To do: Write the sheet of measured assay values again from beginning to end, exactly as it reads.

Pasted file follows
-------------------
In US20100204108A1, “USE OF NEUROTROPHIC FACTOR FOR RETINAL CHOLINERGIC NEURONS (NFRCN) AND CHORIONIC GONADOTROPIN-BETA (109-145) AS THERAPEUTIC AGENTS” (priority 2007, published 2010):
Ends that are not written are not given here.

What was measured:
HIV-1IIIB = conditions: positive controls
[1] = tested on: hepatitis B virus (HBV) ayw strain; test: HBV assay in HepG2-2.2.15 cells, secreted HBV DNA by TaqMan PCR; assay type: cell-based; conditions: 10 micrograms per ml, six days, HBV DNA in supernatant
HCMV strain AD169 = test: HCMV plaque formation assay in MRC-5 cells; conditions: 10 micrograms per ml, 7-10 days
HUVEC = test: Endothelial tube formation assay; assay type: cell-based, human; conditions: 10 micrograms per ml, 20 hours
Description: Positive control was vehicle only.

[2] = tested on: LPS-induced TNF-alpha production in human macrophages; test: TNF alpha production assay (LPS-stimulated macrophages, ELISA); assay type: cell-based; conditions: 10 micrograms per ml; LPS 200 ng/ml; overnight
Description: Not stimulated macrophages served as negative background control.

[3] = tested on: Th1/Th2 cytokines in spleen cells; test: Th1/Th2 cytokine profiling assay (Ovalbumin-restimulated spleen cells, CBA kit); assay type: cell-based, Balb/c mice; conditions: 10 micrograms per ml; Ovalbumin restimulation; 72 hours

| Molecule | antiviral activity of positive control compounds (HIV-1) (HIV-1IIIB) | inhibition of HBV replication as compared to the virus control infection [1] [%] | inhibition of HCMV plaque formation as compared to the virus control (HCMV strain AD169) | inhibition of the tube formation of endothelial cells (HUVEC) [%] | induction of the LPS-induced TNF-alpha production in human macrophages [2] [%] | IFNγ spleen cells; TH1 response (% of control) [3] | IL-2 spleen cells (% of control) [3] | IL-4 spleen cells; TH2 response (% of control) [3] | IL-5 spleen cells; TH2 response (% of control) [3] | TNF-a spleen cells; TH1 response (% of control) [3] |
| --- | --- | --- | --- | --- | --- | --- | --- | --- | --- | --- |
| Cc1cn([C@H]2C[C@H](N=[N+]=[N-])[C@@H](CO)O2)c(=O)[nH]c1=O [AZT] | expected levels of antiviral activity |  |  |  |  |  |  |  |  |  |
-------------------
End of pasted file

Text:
In US20100204108A1, “USE OF NEUROTROPHIC FACTOR FOR RETINAL CHOLINERGIC NEURONS (NFRCN) AND CHORIONIC GONADOTROPIN-BETA (109-145) AS THERAPEUTIC AGENTS” (priority 2007, published 2010):
Ends that are not written are not given here.

What was measured:
HIV-1IIIB = conditions: positive controls
[1] = tested on: hepatitis B virus (HBV) ayw strain; test: HBV assay in HepG2-2.2.15 cells, secreted HBV DNA by TaqMan PCR; assay type: cell-based; conditions: 10 micrograms per ml, six days, HBV DNA in supernatant
HCMV strain AD169 = test: HCMV plaque formation assay in MRC-5 cells; conditions: 10 micrograms per ml, 7-10 days
HUVEC = test: Endothelial tube formation assay; assay type: cell-based, human; conditions: 10 micrograms per ml, 20 hours
Description: Positive control was vehicle only.

[2] = tested on: LPS-induced TNF-alpha production in human macrophages; test: TNF alpha production assay (LPS-stimulated macrophages, ELISA); assay type: cell-based; conditions: 10 micrograms per ml; LPS 200 ng/ml; overnight
Description: Not stimulated macrophages served as negative background control.

[3] = tested on: Th1/Th2 cytokines in spleen cells; test: Th1/Th2 cytokine profiling assay (Ovalbumin-restimulated spleen cells, CBA kit); assay type: cell-based, Balb/c mice; conditions: 10 micrograms per ml; Ovalbumin restimulation; 72 hours

| Molecule | antiviral activity of positive control compounds (HIV-1) (HIV-1IIIB) | inhibition of HBV replication as compared to the virus control infection [1] [%] | inhibition of HCMV plaque formation as compared to the virus control (HCMV strain AD169) | inhibition of the tube formation of endothelial cells (HUVEC) [%] | induction of the LPS-induced TNF-alpha production in human macrophages [2] [%] | IFNγ spleen cells; TH1 response (% of control) [3] | IL-2 spleen cells (% of control) [3] | IL-4 spleen cells; TH2 response (% of control) [3] | IL-5 spleen cells; TH2 response (% of control) [3] | TNF-a spleen cells; TH1 response (% of control) [3] |
| --- | --- | --- | --- | --- | --- | --- | --- | --- | --- | --- |
| Cc1cn([C@H]2C[C@H](N=[N+]=[N-])[C@@H](CO)O2)c(=O)[nH]c1=O [AZT] | expected levels of antiviral activity |  |  |  |  |  |  |  |  |  |